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Circulation. 2001 Jul 24;104(4):399-405.

Pharmacodynamics and pharmacokinetics of eptifibatide in patients with acute coronary syndromes: prospective analysis from PURSUIT.

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Duke Clinical Research Institute, Durham, NC, USA.



Platelet deposition and aggregation are central to the pathogenesis of ischemic complications of acute coronary syndromes (ACS). Pharmacodynamic effects of the platelet glycoprotein IIb/IIIa antagonist eptifibatide have been delineated in healthy subjects but not in patients with ACS. We assessed effects of eptifibatide on ex vivo platelet aggregation in patients enrolled in the Platelet glycoprotein IIb/IIIa in Unstable angina: Receptor Suppression Using Integrilin (eptifibatide) Therapy (PURSUIT) trial of ACS.


Patients were randomly assigned to an intravenous bolus (180 microgram/kg) and 72-hour infusion of eptifibatide (2.0 microgram/kg per minute, n=48) or placebo (n=50). We assessed correlations of plasma eptifibatide levels with receptor occupancy and inhibition of ex vivo platelet aggregation at 5 minutes and 1, 4, 24, 48, and 72 hours during treatment and 4 and 8 hours after termination of infusion. Blood was collected in buffered citrate and D-phenylalanyl-L-prolyl-L-arginine chloromethylketone anticoagulants. Although eptifibatide produced profound, prolonged inhibition of platelet aggregation during therapy, aggregation appeared to recover partially by 4 hours after the bolus. The aggregation response was greater with thrombin receptor agonist peptide versus ADP stimulation; inhibition of platelet aggregation was greater in blood samples anticoagulated with citrate versus D-phenylalanyl-L-prolyl-L-arginine chloromethylketone (PPACK). Plasma eptifibatide levels correlated significantly with receptor occupancy but not with inhibition of platelet aggregation.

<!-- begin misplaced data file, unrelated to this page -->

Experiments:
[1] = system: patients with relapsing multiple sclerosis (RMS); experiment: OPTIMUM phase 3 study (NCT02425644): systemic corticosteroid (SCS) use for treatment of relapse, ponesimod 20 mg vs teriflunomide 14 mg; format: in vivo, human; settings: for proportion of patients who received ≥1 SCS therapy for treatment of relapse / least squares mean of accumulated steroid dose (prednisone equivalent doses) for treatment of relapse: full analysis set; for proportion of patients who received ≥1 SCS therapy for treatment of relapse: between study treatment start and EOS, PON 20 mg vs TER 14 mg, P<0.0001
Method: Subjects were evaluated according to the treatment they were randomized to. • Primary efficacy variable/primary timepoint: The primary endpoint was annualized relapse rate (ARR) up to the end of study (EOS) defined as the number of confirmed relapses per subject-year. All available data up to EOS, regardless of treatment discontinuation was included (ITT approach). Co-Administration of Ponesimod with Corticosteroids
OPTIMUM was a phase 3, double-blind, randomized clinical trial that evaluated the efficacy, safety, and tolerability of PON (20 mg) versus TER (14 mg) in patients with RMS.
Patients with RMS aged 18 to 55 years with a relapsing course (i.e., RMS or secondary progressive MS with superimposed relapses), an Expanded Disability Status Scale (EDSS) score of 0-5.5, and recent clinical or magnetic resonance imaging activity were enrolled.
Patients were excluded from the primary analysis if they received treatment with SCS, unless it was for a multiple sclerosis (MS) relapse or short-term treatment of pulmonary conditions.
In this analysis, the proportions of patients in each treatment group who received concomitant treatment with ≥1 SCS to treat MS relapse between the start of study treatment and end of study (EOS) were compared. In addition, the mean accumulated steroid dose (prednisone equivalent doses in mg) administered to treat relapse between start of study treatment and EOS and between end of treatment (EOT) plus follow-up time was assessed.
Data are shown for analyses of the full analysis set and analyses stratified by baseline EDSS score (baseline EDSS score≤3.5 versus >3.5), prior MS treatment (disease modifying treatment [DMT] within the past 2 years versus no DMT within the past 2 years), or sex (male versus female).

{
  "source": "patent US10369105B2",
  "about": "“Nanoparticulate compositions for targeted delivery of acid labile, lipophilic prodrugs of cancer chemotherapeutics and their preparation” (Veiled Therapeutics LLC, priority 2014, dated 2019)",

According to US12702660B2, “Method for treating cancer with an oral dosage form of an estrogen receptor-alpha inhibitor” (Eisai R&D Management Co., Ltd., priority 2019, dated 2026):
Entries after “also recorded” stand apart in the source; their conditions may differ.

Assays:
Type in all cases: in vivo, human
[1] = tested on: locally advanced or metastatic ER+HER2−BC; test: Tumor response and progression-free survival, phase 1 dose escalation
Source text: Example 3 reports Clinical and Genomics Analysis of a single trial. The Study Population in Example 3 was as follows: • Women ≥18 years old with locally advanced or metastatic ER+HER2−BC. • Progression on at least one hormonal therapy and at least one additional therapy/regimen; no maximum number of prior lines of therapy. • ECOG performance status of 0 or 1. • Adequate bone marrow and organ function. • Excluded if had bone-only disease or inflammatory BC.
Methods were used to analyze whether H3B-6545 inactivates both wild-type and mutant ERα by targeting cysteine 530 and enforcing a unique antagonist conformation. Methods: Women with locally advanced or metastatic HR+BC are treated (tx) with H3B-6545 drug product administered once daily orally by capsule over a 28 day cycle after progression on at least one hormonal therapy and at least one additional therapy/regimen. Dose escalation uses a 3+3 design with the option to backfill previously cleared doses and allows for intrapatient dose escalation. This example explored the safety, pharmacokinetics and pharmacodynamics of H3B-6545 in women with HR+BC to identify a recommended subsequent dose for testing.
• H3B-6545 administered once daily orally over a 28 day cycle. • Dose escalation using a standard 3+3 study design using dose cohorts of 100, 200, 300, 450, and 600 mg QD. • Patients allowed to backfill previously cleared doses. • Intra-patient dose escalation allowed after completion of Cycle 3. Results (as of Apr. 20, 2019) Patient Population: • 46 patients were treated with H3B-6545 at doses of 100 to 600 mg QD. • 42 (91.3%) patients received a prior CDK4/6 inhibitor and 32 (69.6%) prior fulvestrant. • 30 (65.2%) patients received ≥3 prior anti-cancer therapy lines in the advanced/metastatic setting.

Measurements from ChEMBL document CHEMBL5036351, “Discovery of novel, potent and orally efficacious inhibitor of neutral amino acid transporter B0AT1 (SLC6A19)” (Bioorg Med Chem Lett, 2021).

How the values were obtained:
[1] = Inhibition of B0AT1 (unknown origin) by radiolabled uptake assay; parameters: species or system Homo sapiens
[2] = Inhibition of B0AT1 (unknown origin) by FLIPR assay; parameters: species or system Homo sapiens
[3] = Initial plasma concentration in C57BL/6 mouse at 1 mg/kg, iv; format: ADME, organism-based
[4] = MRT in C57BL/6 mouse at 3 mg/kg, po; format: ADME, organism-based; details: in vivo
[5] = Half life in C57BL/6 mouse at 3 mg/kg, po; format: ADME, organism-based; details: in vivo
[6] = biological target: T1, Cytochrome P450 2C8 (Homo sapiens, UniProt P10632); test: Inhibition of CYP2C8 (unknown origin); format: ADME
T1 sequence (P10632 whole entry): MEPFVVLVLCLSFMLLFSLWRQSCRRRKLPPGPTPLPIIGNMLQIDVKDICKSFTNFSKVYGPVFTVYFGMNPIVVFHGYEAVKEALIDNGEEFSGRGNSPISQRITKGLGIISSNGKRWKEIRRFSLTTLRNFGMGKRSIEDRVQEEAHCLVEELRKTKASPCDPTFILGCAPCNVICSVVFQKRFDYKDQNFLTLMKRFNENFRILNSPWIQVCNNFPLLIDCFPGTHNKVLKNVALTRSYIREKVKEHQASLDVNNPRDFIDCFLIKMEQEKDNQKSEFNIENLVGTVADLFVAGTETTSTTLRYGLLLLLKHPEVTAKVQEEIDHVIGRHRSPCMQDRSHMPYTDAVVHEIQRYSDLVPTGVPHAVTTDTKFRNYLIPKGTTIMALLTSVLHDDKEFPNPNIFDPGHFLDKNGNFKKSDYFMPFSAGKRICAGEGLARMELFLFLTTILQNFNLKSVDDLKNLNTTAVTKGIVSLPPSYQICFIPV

A bolus and infusion of eptifibatide inhibits platelet aggregation profoundly in patients with ACS and is followed by brief, partial recovery. These results enhance our understanding of the relation between pharmacodynamic and clinical effects of eptifibatide in such patients and may have important implications for its use in percutaneous interventions.

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